The man at the helm for this film was Anthony Mann. If you look at his body of work you will see an incredibly diverse list of cinema. He was best known for his film noir movies such as ‘Desperate’, ‘He Walked by Night’ and ‘T-Men’. For this film he brought some of the darker aspects of noir into play. Since this story deals with the disintegration of the largest, most powerful empire the old world new the fit was perfect. Mann uses noir techniques to paint a picture of some of the men here as morally ambiguous; driven more by the times as any innate inclinations. Mann was the master of another popular genre; the American Western with films like ‘Tin Star’, ‘Winchester '73’, ‘The Far Country’ and ‘The Man from Laramie’. This provided him with the experience for the sweeping action set before an often desolate landscape. He also directed the commercially more successful epic, ‘El Cid’. Mann was able to draw on the best of each of familiar genres to fulfill the diversified demands of such a film as this. Another aluminums of ‘El Cid’ is present here, Robert Krasker. He was a cinematographer with rare vision able to contrast the smallest details against the grand landscapes that make up this film. Every shot is breathtakingly stunning. There have been pan & scan versions of this film released but that is butchery against the creative work of this man.
At the start of the film, Marcus Caesar Aurelius (Alex Guiness) is in failing health. He is fighting battles on several fronts as Huns and Barbarians crush closer to the borders of the empire. It has come time for the emperor to choose his successor and to the surprise of most the high ranking Romans he over looks his own son, Commodus (Christopher Plummer) in favor of a successful general of the northern campaign, Livius (Stephen Boyd). Such power and responsibility is something that Livius fears on many levels; uncertain of his ability to rule. Those closest to Caesar feel that it has come time for his reign to end and decide to slip him some poison to help him into a permanent retirement. The blind Cleander (Mel Ferrer) is give the task to deliver the poison. The inner circle wants Commodus since he is more likely to maintain the current power structure keeping them in control. Meanwhile the Northern and Eastern regions are fighting against Rome stretching the Romanian resources past its limits. Since Livius is the declared heir to the throne he extends his power by sending his rival, Commondus to the North to lead the fight their. Commondus responds with political moves, bribes and gets control of the army. This is a three hour movie so let’s face it a lot happens including a romance between Livus and the lovely Licilla (Sophia Loren). By the end the once great Roman Empire is at the edge of its final fall.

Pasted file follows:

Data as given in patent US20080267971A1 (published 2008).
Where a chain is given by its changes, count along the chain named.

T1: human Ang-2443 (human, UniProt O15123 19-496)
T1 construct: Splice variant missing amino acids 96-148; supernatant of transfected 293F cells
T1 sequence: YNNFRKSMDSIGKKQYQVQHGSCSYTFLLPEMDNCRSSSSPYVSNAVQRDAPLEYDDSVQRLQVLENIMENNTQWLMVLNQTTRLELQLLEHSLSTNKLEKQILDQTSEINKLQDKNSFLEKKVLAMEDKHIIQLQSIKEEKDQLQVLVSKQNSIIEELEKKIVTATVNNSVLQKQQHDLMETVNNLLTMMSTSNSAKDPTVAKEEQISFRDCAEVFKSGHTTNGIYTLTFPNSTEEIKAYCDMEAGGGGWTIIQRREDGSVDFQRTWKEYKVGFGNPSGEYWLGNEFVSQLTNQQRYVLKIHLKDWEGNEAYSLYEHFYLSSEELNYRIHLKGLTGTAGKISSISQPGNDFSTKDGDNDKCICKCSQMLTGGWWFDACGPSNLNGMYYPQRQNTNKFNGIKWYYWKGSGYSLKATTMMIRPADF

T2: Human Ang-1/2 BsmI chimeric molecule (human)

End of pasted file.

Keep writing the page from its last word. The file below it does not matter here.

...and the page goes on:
The DVD released of this movie was attempted back in 2001 by Buena Vista. That was supposed to be a pan & scan version which would never do justice to the scope of the film. Now the distribution rights are in the hands of the Weinstein Company and they know how best to present this film on disc. It follows ‘El Cid’ as a member of Weinstein’s elite film line, The Miriam Collection. This is their top of the line distribution arm which will feature the best in classic and foreign films. The movie is completely re-mastered. The 2.35:1, anamorphic video has not look this good since it was first shown in 1964. It is bright with a perfect color balance and tone. The audio is a vibrant Dolby 2.0. In Keeping with the theme of restoration it was not enhanced to full 5.1 maintaining the original stereo mix.
The film is available in two variations; a two disc deluxe edition or the three disc limited collector’s edition. There is about a $15 price difference but the limited edition does provide enough to warrant the extra cash.
This is a combination of a piece of cinematic history and great entertainment that is not to be missed.